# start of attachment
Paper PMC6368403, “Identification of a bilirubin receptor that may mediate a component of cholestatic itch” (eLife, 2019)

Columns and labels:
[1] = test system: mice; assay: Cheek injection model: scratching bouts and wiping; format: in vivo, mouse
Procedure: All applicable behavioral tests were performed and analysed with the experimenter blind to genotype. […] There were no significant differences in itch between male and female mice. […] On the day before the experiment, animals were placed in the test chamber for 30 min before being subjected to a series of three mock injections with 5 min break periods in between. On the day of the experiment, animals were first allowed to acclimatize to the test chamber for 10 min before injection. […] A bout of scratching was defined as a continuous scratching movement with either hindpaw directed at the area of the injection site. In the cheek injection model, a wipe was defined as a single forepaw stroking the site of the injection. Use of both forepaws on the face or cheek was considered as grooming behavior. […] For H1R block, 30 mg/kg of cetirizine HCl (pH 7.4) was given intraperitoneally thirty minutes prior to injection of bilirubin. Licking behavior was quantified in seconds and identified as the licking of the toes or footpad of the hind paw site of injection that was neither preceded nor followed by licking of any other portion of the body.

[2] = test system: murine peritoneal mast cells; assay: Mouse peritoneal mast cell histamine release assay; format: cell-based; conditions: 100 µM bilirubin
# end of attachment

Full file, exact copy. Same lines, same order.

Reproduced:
Paper PMC6368403, “Identification of a bilirubin receptor that may mediate a component of cholestatic itch” (eLife, 2019)

Columns and labels:
[1] = test system: mice; assay: Cheek injection model: scratching bouts and wiping; format: in vivo, mouse
Procedure: All applicable behavioral tests were performed and analysed with the experimenter blind to genotype. […] There were no significant differences in itch between male and female mice. […] On the day before the experiment, animals were placed in the test chamber for 30 min before being subjected to a series of three mock injections with 5 min break periods in between. On the day of the experiment, animals were first allowed to acclimatize to the test chamber for 10 min before injection. […] A bout of scratching was defined as a continuous scratching movement with either hindpaw directed at the area of the injection site. In the cheek injection model, a wipe was defined as a single forepaw stroking the site of the injection. Use of both forepaws on the face or cheek was considered as grooming behavior. […] For H1R block, 30 mg/kg of cetirizine HCl (pH 7.4) was given intraperitoneally thirty minutes prior to injection of bilirubin. Licking behavior was quantified in seconds and identified as the licking of the toes or footpad of the hind paw site of injection that was neither preceded nor followed by licking of any other portion of the body.

[2] = test system: murine peritoneal mast cells; assay: Mouse peritoneal mast cell histamine release assay; format: cell-based; conditions: 100 µM bilirubin